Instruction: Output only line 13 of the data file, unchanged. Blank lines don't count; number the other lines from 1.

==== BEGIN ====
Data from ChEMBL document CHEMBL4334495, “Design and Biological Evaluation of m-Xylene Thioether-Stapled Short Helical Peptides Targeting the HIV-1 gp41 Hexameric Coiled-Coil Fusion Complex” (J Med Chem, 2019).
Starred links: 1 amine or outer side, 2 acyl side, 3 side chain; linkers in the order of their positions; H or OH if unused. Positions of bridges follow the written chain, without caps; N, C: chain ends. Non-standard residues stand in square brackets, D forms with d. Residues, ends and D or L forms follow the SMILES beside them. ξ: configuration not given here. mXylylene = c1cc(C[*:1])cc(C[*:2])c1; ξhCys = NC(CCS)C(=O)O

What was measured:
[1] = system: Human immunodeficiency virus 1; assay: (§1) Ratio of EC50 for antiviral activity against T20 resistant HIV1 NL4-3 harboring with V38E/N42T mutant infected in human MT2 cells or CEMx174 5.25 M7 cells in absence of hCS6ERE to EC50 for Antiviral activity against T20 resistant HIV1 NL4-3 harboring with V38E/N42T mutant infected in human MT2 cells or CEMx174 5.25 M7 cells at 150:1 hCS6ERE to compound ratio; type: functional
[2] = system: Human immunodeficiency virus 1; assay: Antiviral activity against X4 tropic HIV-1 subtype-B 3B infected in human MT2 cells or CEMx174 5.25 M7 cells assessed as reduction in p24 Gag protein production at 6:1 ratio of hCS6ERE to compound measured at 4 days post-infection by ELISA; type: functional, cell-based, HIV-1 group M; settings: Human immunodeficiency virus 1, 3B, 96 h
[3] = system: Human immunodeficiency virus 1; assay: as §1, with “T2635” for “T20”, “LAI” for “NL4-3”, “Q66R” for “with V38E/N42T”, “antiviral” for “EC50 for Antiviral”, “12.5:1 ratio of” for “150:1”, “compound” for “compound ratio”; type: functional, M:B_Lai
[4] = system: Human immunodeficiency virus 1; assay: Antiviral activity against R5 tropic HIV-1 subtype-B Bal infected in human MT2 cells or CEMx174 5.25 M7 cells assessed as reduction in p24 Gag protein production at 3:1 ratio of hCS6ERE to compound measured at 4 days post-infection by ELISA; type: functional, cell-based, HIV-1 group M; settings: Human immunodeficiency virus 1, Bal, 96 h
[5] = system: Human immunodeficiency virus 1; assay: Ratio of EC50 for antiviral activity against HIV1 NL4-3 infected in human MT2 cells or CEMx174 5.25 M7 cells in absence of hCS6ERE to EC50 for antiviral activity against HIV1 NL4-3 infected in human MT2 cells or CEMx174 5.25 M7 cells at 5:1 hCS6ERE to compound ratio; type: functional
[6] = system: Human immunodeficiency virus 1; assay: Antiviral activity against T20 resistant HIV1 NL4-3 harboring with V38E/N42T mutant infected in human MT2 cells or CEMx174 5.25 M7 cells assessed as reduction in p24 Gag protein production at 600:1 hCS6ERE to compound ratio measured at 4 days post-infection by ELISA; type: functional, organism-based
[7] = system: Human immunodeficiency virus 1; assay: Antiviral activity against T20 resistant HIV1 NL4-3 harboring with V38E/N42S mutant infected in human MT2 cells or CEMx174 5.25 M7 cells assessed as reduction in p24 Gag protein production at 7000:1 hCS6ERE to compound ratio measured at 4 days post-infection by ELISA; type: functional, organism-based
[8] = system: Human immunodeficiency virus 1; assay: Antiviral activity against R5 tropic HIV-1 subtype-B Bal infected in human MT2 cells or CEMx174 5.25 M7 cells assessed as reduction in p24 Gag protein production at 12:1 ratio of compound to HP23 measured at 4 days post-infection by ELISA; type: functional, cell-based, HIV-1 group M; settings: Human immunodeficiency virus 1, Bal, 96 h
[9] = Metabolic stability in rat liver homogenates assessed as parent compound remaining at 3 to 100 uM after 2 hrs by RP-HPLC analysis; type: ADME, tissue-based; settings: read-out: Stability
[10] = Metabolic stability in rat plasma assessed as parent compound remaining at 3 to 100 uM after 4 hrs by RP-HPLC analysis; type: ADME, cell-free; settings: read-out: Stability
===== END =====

[10] = Metabolic stability in rat plasma assessed as parent compound remaining at 3 to 100 uM after 4 hrs by RP-HPLC analysis; type: ADME, cell-free; settings: read-out: Stability